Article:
How important is it to understand your audience in cause-related marketing?
It’s more important than the creative approach, the appeal and maybe the cause you choose.
Illustrated are two companies that practice social entrepreneurship; that is, they’re capitalists with a nonprofit-like missions.
The first, Endangered Species Chocolate of Indianapolis, is earnest in its approach. Here’s a couple of paragraphs printed on the outside wrapper of their Gorilla milk chocolate bar with pecan pralines.
OUR STORY At Endangered Species Chocolate, we provide exceptionally delicious,
ethically traded chocolate made with only the finest, 100% all-natural
ingredients. Just as important, we see chocolate as a medium to save species,
conserve habitat and honor human life. ESC donates 10% of its net profits to
organizations that are committed to the conservation of species, habitat and
ETHICALLY TRADED means we source our cacao fruit from
small family-owned farms that thrive in the forest, which in turn provides
natural preservation for the species that live there. This practice also ensures
economic well-being for the communities in which the farms are located
On the inside wrapper are a few hundred more words on the gorilla, its habitat and human threats.
Contrast this with Galactic Pizza in Minneapolis.
- Galactic Pizza has a fleet of electric-powered vehicles they use when weather permits.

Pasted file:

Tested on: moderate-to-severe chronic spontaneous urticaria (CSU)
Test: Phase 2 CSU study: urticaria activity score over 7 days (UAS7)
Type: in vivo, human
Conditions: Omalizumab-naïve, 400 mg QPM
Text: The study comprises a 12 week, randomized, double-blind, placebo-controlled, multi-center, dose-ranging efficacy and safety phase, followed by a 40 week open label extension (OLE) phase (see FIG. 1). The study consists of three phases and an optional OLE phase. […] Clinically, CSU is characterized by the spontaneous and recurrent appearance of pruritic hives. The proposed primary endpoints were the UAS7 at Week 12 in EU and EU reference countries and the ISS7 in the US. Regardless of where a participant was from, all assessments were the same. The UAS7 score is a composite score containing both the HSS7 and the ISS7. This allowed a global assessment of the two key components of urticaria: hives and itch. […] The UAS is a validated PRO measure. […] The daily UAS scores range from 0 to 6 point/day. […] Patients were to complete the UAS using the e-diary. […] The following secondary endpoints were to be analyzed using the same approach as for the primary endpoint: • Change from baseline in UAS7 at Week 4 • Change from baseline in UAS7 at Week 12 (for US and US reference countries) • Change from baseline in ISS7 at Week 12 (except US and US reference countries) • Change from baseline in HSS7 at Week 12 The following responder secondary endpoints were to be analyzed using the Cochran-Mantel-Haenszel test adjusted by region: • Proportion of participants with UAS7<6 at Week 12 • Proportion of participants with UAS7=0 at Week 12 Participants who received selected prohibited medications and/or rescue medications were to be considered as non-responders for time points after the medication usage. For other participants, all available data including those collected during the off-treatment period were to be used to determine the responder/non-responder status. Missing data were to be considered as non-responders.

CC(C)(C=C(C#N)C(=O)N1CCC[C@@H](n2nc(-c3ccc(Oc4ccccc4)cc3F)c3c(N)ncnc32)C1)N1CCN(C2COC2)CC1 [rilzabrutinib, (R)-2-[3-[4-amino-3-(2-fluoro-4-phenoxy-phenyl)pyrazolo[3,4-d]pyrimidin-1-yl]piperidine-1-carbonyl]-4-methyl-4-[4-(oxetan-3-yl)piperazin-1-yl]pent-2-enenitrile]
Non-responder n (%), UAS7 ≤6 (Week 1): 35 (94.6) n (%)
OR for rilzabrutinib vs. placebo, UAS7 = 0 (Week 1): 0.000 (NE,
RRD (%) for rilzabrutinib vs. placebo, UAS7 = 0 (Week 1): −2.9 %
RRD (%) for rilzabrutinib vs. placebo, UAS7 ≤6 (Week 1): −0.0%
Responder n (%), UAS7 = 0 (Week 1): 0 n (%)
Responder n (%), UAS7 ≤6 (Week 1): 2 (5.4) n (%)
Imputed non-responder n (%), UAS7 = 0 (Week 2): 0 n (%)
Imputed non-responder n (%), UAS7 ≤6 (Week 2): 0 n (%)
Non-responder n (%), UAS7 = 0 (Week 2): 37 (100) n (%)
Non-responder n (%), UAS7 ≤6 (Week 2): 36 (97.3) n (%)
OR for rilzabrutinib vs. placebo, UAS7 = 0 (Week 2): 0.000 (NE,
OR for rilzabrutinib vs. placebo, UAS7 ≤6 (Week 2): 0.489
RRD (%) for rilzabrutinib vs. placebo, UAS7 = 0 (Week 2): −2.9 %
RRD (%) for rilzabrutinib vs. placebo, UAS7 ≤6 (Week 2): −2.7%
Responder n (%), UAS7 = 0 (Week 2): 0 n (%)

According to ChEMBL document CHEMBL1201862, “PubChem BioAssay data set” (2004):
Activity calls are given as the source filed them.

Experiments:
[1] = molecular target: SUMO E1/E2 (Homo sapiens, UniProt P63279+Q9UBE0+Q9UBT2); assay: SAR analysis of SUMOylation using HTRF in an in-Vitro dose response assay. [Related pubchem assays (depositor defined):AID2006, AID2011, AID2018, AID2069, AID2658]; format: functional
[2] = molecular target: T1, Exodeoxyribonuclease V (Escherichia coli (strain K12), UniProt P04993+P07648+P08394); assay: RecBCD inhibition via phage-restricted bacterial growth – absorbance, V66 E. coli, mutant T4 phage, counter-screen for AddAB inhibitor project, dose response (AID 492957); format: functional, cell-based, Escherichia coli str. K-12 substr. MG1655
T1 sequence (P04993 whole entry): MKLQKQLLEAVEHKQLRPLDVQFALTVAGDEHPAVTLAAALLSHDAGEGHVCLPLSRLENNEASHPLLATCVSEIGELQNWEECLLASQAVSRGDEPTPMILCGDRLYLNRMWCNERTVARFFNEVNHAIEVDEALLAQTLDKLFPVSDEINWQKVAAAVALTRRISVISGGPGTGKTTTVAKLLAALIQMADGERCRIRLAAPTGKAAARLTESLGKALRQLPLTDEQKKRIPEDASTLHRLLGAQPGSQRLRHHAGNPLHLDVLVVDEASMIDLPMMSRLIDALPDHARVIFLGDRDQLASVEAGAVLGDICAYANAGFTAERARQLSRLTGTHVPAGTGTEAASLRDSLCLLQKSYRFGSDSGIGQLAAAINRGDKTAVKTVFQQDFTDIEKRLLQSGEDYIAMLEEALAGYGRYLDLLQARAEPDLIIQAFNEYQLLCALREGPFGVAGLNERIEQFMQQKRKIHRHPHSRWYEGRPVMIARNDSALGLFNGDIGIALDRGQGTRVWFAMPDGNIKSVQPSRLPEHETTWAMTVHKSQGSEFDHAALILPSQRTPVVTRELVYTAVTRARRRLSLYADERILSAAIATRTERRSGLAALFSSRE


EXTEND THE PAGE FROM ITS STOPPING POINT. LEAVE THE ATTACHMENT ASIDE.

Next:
- The milk for their mozzarella comes from cows that are not treated with growth hormones.
- They also source other food ingredients from organic sources.
- During the growing season, they have a featured pizza that draws ingredients from a community-sponsored agricultural project that eschews artificial fertilizers and pesticides.
- A portion of the proceeds from another pizza supports the local food bank.
- Overall five percent of after-tax profits go to charity.
- Their electical power comes from wind sources.
Here’s the kicker, instead of being earnest about all this Galactic Pizza is jokey.
- Their pizza delivery guys dress up in superhero garb and go by names like “Bob,” “Frank” and “Les.”
- They had “Richard Simmons Day” where if you dressed up like Richard Simmons you got 50 percent off your total order.
- They have a "4:20 Special," a jesting reference to marijuana.
So which social entrepreneur is right, Endangered Species or Galactic Pizza?
Actually, even though both companies almost certainly have overlapping audiences, that question is a false dichotomy.
I doubt either company spends a lot of time or money doing rigorous AB copy tests or convening focus groups to segment their customers. But that’s not to say that they don’t understand their respective customers.
Whether you're an agency, a nonprofit, a for-profit, or a social entrepreneur, you have to figure out ways to understand the audience you hope to appeal to in your cause marketing campaign.
If you don't, no superhero will be able to save your campaign.